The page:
Thursday, September 25, 2014

And The Winner Is..

Reverend Ray Welles shows me a rock wall in the Pilgrim Congregational Church. Parishioners gathered the rocks themselves to help with the construction.

And the winner is. . . us!

A few days ago the adorable and spunky Sue Lang rushed through my office door, excitedly waving a piece of paper. "We won! We won!"

Sue was there to tell me that we had won the Governor's Historic Preservation Award for 2014 for The Wright Time, a documentary film we had collaborated on about the building of the Pilgrim Congregational Church, one of the last buildings designed by famed architect Frank Lloyd Wright before his death.

The Wright Time was a joint Jefferson Public Radio/Shasta Historical Society effort. It was the brainchild of Sue Lang, who serves on the board of the Shasta Historical Society, who recruited videographer and co-board member Charley Williams and then asked me if I'd perform the interviews and narration for the project.

I jumped at the chance, because I've always had a fondness for local history, and I'd been in the Pilgrim Congregational Church a few times, and have been mesmerized by the rock walls and the angles of pretty much everything in the building.

 Over the course of several months, Charley, Sue and I met with about ten people who had been involved in the building of the church, including former church pastor Ray Welles, several parishioners now in their 80's and 90's, and a number of youngsters in their late 50's, who really were just youngsters back in 1960 when ground was broken on the last holy place Wright designed, but never had the opportunity to visit.

 We ended up with about 12 hours of footage. Poor Charley, who had to slog through all those interviews, trying to figure out what to include and what stayed on the cutting room floor, and how to put it all together in a way to artfully tell the story of the little congregation that could, and how the they built a world class design with their own bare hands because they couldn't afford to hire someone else to build it for them.

 We found out that families would go out on the weekends and bring back loads of boulders, which were later used to create the walls of the church. We learned how the triangle designs in the floors and in the windows represent the holy trinity. We also heard from pretty much every single interviewee that when it rains, the roof leaks. In fact I could see a stream of water running down one of the rock walls while I interviewed Ray Welles during a stormy November morning.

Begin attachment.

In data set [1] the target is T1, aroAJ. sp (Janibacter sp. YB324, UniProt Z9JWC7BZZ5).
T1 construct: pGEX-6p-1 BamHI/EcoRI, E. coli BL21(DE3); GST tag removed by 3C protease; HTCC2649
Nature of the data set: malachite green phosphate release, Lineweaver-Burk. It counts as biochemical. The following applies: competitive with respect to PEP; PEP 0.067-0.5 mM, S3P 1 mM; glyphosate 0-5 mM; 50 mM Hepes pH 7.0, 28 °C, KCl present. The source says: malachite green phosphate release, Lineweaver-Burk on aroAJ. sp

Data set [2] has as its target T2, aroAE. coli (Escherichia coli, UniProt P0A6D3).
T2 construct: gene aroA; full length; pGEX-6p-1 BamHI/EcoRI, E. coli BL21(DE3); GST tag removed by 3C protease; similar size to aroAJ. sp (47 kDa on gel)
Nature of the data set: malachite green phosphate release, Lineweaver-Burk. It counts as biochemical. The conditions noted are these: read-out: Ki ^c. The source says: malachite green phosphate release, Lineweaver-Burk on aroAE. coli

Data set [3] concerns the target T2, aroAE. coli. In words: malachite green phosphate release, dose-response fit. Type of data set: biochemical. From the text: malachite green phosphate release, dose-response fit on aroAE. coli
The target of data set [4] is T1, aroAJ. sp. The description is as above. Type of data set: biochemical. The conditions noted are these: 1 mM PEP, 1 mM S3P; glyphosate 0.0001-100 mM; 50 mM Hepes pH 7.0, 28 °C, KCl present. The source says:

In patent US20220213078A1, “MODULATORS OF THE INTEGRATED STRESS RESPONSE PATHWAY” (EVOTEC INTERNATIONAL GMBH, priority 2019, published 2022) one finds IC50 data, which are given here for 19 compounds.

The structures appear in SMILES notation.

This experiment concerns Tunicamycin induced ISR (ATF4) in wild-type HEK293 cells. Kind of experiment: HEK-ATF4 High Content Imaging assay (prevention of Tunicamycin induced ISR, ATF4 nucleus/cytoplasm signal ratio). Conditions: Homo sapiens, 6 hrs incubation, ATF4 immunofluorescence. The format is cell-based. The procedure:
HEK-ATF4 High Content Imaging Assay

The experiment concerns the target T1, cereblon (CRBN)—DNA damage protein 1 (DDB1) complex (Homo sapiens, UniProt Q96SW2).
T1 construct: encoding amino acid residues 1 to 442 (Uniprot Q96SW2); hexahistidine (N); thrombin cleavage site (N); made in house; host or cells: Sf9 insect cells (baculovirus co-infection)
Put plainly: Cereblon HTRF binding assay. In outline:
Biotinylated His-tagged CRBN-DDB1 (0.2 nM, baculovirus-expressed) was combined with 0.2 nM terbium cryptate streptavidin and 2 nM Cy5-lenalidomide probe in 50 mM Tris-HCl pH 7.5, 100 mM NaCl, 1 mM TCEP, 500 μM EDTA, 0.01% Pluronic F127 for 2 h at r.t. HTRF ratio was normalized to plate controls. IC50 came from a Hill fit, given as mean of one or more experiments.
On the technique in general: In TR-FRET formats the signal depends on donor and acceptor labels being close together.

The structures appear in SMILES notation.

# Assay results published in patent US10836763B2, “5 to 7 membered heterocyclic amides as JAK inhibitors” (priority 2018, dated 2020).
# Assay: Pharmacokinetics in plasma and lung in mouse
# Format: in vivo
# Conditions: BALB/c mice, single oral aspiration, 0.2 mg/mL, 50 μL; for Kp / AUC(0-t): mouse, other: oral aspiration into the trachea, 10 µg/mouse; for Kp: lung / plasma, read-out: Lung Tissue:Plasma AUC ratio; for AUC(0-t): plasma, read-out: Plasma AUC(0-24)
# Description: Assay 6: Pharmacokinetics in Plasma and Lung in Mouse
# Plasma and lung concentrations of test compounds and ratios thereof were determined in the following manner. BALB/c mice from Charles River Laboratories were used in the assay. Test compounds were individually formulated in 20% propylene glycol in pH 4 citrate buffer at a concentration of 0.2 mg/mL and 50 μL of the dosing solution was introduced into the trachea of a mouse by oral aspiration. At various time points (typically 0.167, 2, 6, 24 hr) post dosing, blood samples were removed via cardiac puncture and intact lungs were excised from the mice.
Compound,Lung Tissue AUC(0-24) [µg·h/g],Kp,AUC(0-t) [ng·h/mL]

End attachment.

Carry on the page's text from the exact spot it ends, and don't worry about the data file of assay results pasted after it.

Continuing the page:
I learned a lot, and we ended up with an amazing film.

The Wright Time. We held the premiere at the Cascade Theatre last Spring with an audience of at least 800. A few months later Whiskeytown Park archeologist Danica Wright nominated the project for the Governor's Historic Preservation Award. The honor recognizes individuals and organizations whose contributions demonstrate significant achievements in preserving the heritage of California. It's the only award given by the state for historic preservation, and we didn't think we had a chance.

 It's rarely bestowed upon a film, although a few years ago it was presented to a group of producers who created a documentary about San Diego. In my research, I only noticed one other award going to far northern California, and that was for a cultural gathering in Humboldt County related to the history of the Karuk Tribe. So yeah, chances were slim.

 But we won!

 We'll travel down to the state capitol in mid-November to receive our award. If you're interested in seeing the film, it's available for purchase (and mayhaps for viewing) at the Shasta Historical Society, and there's a good chance it might be shown on local television in the near future. You can read more about the honor, check out a photo slideshow and even listen to a Morning Edition piece that incorporates some of the interviews from the film that was produced when the film premiered on the JPR website.

 In the meantime, I'm basking in the glory of hard work paying off in amazing rewards, and I leave you with a playlist of songs that pay tribute to winning, great architecture, and there's even one song paying tribute to the late great Frank Lloyd Wright. Enjoy by clicking on the play arrow below, or going clicking through to the Grooveshark website!
Winning by Valerie Ing-Miller on Grooveshark

  1. We Are The Champions - Queen 
  2. You Win Again - Jerry Lee Lewis 
  3. So Long, Frank Lloyd Wright - Simon & Garfunkel 
  4. An Architect's Dream - Kate Bush 
  5. You Win - Cats on Trees 
  6. Win With Me, Baby - Roomful of Blues
  7. Win Your Love For Me - Sam Cooke
  8. Win Some, Lose Some - You Me At Six
  9. To Win The World - Puggy
  10. Like A Champion - Selena Gomez
  11. Champion - Buju Banton
  12. Lyric Architect - Westbound Train
  13. All I Do Is Win - DJ Khaled
  14. Win - David Bowie
  15. Win, Lose or Draw - The Allman Brothers
  16. First Place Winner - Lil Wayne
  17. We've Won - The Who
  18. Here I Dreamt I Was An Architect - The Decemberists
  19. The Architect - Monty Python
  20. Award Tour - A Tribe Called Quest

Thursday, September 11, 2014

And The Beat Goes On


It's no secret that Pink Martini is pretty much my favorite band in the world. My crush first developed the first time I heard the French lyrics to "Sympathique," while vacationing in Greece, and I fell head over heels when I was introduced to a live bootleg of "Hey Eugene."

I've seen them in concert five times, and cried salty tears over the performances I had to miss, like the time I was stuck in Redding while the rest of my family was in the front row at their New Year's Eve show in Portland that was broadcast live on National Public Radio.